We’re building a new UNICEF.org.
As we swap out old for new, pages will be in transition. Thanks for your patience – please keep coming back to see the improvements.

Child protection from violence, exploitation and abuse

Expert says children need to feel safe to cope with traumatic experiences

© UNICEF/HQ04-0595/Davidov
This young girl and woman are relatives of hostages who lost their lives during the Beslan school siege.

NEW YORK, 24 September 2004 – It is a shocking and dismaying fact that children have been, and are being, directly targeted in situations of armed conflict – witness the terrible recent school siege in Beslan, Russia. In other crisis situations, from Darfur to Haiti, children endure or see traumatic situations.

Children who live through horrific experiences need support in order to cope with the consequences. Child psychologist Dr. Nancy Baron believes that love and support play an even greater role in the healing process than has generally been recognized by trained professionals.

“The most important thing for a child is to feel safe and secure. If that has been taken away from the child, it is up to the parents and adults to bring them back to being children again,” says Dr. Baron.

Children will best be able to recover from traumatic experiences if they have the love and support of people around them. Parents and adults need to help children manage how they feel and express their feelings when they want to. “Love and support, that’s what is going to help children the most,” emphasizes Dr. Baron.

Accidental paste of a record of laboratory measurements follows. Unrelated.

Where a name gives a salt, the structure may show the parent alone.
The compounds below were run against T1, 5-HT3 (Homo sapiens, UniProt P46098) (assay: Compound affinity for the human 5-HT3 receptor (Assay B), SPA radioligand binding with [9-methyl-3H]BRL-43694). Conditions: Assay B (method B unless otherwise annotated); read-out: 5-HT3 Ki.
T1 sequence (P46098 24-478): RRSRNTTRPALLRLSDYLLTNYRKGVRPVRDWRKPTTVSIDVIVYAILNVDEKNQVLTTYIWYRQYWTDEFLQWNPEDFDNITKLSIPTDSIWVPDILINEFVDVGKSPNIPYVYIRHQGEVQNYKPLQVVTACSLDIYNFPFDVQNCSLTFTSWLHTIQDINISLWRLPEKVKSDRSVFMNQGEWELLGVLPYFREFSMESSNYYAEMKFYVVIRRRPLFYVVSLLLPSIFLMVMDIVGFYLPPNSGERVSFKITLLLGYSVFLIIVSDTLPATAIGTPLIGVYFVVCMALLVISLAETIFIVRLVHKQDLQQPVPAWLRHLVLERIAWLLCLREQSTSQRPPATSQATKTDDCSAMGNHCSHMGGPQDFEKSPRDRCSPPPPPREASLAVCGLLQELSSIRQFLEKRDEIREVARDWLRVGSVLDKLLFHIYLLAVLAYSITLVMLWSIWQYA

Dr. Baron stresses the importance of communication. Parents need to help their children feel that it is safe to share what they want, when they want to. Knowing that open communication is available strengthens a child’s sense of security.

© UNICEF/HQ04-0623/Pirozzi
Hetag Khusaev (left), 13, and his sister, Liana Khusaeva, 11, were wounded during the Beslan school siege. They are being treated in a children’s hospital in Vladikavkaz, Russia.

Parents need to take the initiative. Some children might not know how to verbalize their feelings of being unsafe, or might hesitate to do so. Whether or not children mention their fears, parents should ask about them.

“We cannot guarantee that bad things will not happen to us, to our children or to the world around us. However, being proactive through learning, thinking, talking and planning will promote family intimacy and maximize our capacity for security,” says Dr. Baron.

It is essential to educate children about world issues. Parents also need to teach their children to respect differences in culture while understanding the values of compromise and, most importantly, peaceful coexistence.

 “Children who suffer from terrible events, if they are cared for and loved, don’t become mentally ill. They don’t become psychologically scared,” says Dr. Baron. “It has effects, however, on their social world. We have seen changes in social attitudes and inter-relations more than anything else.”

“People are incredibly resilient. We have seen situations around the world that are horrific, and we have watched children and adults managing to cope. It doesn’t mean it doesn’t hurt. It doesn’t mean it doesn’t affect them. However, the consequences are not necessarily severe mental illness. What we have found is that in terrible situations, the parents will suddenly become very strong and loving towards their children. That’s just what the children need,” says Dr. Baron.




24 September 2004: Child psychologist Dr. Nancy Baron discusses how best to help children recover from traumatic experiences.

Low bandwidth
View clip (Real Format)

High bandwidth
View clip (Real Format)


An article by Child psychologist Dr. Nancy Baron: "Helping children feel safe in this time of global terrorism"
Download PDF
New enhanced search